Presents were of course a common way of trying to win favour. It was reckoned shameful for boys to take money from their lovers, but fashion permitted them to accept gifts of quails and fighting cocks, pheasants, horses, dogs and clothes. There existed, therefore, at Athens frequent temptations for boys of wanton disposition, or for those who needed money to indulge expensive tastes. The speech of Æschines, from which I have already frequently quoted, affords a lively picture of the Greek rake's progress, in which Timarchus is described as having sold his person in order to gratify his gluttony and lust and love of gaming. The whole of this passage, it may be observed in passing, reads like a description of Florentine manners in a sermon of Savonarola.
The shops of the barbers, surgeons, perfumers, and flower-sellers had an evil notoriety, and lads who frequented these resorts rendered themselves liable to suspicion. Thus Æschines accuses Timarchus of having exposed himself for hire in a surgeon's shop at the Peiræus; while one of Straton's most beautiful epigrams describes an assignation which he made with a boy who had attracted his attention in a garland-weaver's stall. In a fragment from the Pyraunos of Alexis, a young man declares that he found thirty professors of the "voluptuous life of pleasure," in the Cerameicus during a search of three days; while Cratinus and Theopompus might be quoted to prove the ill fame of the monument to Cimon and the hill of Lycabettus.
The last step in the downward descent was when a youth abandoned the roof of his parents or guardians and accepted the hospitality of a lover. If he did this, he was lost.
In connection with this portion of the subject, it may be well to state that the Athenian law recognised contracts made between a man and boy, even if the latter were of free birth, whereby the one agreed to render up his person for a certain period and purpose, and the other to pay a fixed sum of money. The phrase "a boy who has been a prostitute," occurs quite naturally in Aristophanes; nor was it thought disreputable for men to engage in these liaisons. Disgrace only attached to the free youth who gained a living by prostitution; and he was liable, as we shall see, at law to loss of civil rights.
Public brothels for males were kept in Athens, from which the state derived a portion of its revenues. It was in one of these bad places that Socrates first saw Phædo. This unfortunate youth was a native of Elis. Taken prisoner in war, he was sold in the public market to a slave-dealer, who then acquired the right by Attic law to prostitute his person and engross his earnings for his own pocket. A friend of Socrates, perhaps Cebes, bought him from his master, and he became one of the chief members of the Socratic circle. His name is given to the Platonic dialogue on immortality, and he lived to found what is called the Eleo-Socratic School. No reader of Plato forgets how the sage, on the eve of his death, stroked the beautiful long hair of Phædo, and prophesied that he would soon have to cut it short in mourning for his teacher.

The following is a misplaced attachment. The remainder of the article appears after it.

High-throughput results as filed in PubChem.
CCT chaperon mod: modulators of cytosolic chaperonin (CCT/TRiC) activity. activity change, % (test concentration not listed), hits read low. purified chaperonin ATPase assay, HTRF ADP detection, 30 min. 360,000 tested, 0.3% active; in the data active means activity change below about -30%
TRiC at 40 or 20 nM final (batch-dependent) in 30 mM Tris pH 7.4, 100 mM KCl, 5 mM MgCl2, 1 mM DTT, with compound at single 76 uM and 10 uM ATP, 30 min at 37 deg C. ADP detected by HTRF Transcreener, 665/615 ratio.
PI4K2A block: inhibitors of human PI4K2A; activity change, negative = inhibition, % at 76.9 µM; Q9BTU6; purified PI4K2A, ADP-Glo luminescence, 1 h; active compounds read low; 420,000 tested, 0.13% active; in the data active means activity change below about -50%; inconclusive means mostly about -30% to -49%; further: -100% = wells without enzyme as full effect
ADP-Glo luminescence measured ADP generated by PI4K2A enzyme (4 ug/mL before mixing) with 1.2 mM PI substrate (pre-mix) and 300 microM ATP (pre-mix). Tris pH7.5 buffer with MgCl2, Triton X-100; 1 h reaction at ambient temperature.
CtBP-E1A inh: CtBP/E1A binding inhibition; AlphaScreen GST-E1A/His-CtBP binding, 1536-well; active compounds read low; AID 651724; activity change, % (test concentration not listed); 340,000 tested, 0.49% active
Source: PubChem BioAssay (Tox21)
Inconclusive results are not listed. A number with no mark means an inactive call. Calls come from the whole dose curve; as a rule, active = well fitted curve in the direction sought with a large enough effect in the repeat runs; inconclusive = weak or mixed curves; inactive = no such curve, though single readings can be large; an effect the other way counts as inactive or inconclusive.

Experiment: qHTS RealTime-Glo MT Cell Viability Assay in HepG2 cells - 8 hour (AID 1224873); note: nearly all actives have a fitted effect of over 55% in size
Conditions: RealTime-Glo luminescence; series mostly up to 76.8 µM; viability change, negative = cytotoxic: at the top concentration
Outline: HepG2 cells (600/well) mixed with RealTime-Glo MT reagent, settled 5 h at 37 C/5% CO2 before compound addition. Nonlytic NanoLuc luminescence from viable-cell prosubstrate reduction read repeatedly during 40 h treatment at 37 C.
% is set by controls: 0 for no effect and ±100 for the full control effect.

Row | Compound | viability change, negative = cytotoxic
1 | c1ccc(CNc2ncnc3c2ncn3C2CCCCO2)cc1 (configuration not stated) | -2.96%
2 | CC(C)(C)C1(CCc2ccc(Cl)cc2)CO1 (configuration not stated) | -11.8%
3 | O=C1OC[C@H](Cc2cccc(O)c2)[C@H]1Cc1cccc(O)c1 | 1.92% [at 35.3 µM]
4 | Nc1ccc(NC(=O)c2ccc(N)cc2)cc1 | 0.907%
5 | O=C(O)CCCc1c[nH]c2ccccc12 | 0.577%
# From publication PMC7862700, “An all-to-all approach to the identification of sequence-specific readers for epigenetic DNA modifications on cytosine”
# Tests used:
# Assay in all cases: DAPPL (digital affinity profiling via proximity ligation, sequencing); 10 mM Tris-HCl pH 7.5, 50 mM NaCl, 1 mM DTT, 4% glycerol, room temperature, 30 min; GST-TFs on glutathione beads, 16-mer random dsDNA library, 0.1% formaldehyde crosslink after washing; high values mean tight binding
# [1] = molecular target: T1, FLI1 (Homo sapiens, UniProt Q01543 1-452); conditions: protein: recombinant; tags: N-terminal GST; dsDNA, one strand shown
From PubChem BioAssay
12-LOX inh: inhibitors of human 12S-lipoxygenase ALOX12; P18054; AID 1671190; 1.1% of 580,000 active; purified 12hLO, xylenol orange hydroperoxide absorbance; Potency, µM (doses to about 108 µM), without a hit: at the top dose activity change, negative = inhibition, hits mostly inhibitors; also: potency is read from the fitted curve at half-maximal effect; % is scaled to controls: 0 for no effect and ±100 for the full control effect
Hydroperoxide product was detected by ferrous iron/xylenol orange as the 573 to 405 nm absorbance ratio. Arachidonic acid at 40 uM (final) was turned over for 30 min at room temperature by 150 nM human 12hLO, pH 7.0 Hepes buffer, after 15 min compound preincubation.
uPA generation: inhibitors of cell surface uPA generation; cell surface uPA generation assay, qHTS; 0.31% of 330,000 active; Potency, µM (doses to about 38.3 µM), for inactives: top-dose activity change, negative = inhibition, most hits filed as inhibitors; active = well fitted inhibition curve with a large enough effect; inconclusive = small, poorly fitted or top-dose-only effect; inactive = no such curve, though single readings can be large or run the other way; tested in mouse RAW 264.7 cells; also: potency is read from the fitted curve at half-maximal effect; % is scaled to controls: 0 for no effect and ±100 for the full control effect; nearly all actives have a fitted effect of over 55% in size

Agathocles, the tyrant of Syracuse, is said to have spent his youth in brothels of this sort—by inclination, however, if the reports of his biographers be not calumnious.
From what has been collected on this topic, it will be understood that boys in Athens not unfrequently caused quarrels and street-brawls, and that cases for recovery of damages or breach of contract were brought before the Attic law-courts. The Peiræus was especially noted for such scenes of violence. The oration of Lysias against Simon is a notable example of the pleadings in a cause of this description. Simon, the defendant, and Lysias, the plaintiff (or some one for whom Lysias had composed the speech) were both of them attached to Theodotus, a boy from Platæa. Theodotus was living with the plaintiff; but the defendant asserted that the boy had signed an agreement to consort with him for the consideration of three hundred drachmæ, and, relying on this contract, he had attempted more than once to carry off the boy by force. Violent altercations, stone-throwings, house-breakings, and encounters of various kinds having ensued, the plaintiff brought an action for assault and battery against Simon. A modern reader is struck with the fact that he is not at all ashamed of his own relation towards Theodotus. It may be noted that the details of this action throw light upon the historic brawl at Corinth, in which a boy was killed, and which led to the foundation of Syracuse by Archias the Bacchiad.